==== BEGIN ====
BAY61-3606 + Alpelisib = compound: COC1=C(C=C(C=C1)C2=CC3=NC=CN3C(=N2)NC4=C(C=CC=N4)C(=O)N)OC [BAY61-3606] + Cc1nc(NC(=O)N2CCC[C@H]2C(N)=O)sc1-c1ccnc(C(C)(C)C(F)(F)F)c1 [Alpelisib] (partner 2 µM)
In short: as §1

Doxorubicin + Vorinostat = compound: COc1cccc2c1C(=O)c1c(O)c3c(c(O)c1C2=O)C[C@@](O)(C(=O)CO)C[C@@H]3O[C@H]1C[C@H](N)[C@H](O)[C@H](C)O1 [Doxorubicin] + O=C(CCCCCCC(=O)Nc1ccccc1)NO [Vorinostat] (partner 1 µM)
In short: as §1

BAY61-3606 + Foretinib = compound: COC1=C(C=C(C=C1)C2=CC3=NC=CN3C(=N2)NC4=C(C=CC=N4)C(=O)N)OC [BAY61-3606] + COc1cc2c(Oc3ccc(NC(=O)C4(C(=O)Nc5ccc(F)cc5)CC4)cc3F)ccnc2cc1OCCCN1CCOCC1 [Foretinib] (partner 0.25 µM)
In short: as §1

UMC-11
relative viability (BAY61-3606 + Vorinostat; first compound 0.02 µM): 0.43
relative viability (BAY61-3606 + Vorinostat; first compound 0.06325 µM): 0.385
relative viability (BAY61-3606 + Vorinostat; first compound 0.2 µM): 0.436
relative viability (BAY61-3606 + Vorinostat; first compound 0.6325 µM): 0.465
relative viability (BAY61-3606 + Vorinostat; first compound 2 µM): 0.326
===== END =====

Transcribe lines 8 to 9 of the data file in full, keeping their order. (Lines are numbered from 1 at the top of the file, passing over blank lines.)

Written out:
relative viability (BAY61-3606 + Vorinostat; first compound 0.02 µM): 0.43
relative viability (BAY61-3606 + Vorinostat; first compound 0.06325 µM): 0.385